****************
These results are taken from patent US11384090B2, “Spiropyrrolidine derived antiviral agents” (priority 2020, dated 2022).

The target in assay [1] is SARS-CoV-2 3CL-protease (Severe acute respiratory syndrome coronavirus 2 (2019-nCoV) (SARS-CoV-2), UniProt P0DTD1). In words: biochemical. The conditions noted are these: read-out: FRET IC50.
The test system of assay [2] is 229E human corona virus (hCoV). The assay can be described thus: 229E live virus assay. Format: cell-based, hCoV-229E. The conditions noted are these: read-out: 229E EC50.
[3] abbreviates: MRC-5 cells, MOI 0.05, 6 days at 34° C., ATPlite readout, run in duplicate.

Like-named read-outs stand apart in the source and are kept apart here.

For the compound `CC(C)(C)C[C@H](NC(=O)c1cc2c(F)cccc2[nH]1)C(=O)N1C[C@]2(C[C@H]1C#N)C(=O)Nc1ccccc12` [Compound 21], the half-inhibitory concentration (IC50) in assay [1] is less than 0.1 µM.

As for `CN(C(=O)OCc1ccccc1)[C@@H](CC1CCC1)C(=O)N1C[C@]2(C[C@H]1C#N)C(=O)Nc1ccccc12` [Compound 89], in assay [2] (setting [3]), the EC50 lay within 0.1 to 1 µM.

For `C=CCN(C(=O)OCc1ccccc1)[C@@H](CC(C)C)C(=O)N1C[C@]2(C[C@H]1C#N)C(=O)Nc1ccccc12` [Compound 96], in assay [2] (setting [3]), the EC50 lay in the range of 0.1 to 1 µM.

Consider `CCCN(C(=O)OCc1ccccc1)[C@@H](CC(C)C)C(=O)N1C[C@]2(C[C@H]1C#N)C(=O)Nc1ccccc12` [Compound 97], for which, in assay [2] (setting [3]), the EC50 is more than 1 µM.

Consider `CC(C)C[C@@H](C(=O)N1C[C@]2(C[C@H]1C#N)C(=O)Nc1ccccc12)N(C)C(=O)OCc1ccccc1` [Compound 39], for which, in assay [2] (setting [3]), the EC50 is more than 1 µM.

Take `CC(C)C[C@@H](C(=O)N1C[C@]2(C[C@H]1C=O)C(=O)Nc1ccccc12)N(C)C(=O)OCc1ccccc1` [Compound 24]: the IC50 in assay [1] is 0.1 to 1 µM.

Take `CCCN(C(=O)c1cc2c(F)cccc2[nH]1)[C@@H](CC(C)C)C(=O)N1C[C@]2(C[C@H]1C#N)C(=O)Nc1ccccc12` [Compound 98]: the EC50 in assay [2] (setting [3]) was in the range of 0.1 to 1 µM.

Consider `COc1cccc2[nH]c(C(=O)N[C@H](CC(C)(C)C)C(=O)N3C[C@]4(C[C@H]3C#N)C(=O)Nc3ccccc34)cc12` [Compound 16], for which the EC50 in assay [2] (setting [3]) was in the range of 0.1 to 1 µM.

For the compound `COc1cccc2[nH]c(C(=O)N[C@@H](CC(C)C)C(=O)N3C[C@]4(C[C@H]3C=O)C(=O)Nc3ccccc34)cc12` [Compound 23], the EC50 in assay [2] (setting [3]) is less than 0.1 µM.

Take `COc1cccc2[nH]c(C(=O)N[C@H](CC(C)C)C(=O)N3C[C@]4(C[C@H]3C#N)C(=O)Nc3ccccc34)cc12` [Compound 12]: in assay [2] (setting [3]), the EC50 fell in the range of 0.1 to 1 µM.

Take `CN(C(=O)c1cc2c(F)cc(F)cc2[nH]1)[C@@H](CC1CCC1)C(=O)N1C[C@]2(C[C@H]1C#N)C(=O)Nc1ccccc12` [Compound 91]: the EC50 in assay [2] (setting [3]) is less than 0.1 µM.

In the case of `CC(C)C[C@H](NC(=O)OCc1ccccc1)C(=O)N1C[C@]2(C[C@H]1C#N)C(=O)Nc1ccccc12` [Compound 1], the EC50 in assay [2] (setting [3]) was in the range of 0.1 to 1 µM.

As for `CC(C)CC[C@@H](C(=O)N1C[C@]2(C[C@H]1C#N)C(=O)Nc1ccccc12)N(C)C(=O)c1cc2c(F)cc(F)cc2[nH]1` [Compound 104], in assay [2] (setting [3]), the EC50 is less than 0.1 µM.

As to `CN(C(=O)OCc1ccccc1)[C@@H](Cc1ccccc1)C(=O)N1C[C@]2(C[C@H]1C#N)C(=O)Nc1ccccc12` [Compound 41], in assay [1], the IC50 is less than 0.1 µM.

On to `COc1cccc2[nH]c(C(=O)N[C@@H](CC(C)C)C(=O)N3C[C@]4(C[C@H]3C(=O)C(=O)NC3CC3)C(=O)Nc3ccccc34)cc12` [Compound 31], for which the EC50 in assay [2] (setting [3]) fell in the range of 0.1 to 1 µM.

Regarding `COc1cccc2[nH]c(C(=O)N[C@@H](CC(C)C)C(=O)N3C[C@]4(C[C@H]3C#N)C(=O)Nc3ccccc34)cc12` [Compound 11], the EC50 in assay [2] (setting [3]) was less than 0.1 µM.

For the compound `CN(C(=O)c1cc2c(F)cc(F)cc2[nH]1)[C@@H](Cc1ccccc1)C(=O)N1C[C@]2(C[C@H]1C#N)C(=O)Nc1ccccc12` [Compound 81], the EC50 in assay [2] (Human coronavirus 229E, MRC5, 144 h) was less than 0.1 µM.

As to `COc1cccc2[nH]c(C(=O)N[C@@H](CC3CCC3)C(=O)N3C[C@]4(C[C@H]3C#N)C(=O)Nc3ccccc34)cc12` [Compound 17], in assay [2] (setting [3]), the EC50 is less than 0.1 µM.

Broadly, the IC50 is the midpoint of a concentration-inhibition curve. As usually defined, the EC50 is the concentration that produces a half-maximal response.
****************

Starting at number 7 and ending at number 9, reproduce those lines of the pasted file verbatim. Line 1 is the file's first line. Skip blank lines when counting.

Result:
As for `CN(C(=O)OCc1ccccc1)[C@@H](CC1CCC1)C(=O)N1C[C@]2(C[C@H]1C#N)C(=O)Nc1ccccc12` [Compound 89], in assay [2] (setting [3]), the EC50 lay within 0.1 to 1 µM.

For `C=CCN(C(=O)OCc1ccccc1)[C@@H](CC(C)C)C(=O)N1C[C@]2(C[C@H]1C#N)C(=O)Nc1ccccc12` [Compound 96], in assay [2] (setting [3]), the EC50 lay in the range of 0.1 to 1 µM.

Consider `CCCN(C(=O)OCc1ccccc1)[C@@H](CC(C)C)C(=O)N1C[C@]2(C[C@H]1C#N)C(=O)Nc1ccccc12` [Compound 97], for which, in assay [2] (setting [3]), the EC50 is more than 1 µM.